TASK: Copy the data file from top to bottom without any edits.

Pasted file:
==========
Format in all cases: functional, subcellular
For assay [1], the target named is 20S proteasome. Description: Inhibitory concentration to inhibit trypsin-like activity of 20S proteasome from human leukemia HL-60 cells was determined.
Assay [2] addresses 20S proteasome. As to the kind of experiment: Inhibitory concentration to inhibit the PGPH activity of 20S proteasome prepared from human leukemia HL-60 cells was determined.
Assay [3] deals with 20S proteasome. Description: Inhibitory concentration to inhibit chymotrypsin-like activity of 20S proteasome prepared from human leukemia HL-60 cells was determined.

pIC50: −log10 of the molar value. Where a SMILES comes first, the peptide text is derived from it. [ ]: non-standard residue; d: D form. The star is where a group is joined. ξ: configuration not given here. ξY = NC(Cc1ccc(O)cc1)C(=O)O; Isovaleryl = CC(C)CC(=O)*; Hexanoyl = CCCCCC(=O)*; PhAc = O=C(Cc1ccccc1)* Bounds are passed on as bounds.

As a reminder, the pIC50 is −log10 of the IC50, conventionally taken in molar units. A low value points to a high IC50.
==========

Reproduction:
Format in all cases: functional, subcellular
For assay [1], the target named is 20S proteasome. Description: Inhibitory concentration to inhibit trypsin-like activity of 20S proteasome from human leukemia HL-60 cells was determined.
Assay [2] addresses 20S proteasome. As to the kind of experiment: Inhibitory concentration to inhibit the PGPH activity of 20S proteasome prepared from human leukemia HL-60 cells was determined.
Assay [3] deals with 20S proteasome. Description: Inhibitory concentration to inhibit chymotrypsin-like activity of 20S proteasome prepared from human leukemia HL-60 cells was determined.

pIC50: −log10 of the molar value. Where a SMILES comes first, the peptide text is derived from it. [ ]: non-standard residue; d: D form. The star is where a group is joined. ξ: configuration not given here. ξY = NC(Cc1ccc(O)cc1)C(=O)O; Isovaleryl = CC(C)CC(=O)*; Hexanoyl = CCCCCC(=O)*; PhAc = O=C(Cc1ccccc1)* Bounds are passed on as bounds.

As a reminder, the pIC50 is −log10 of the IC50, conventionally taken in molar units. A low value points to a high IC50.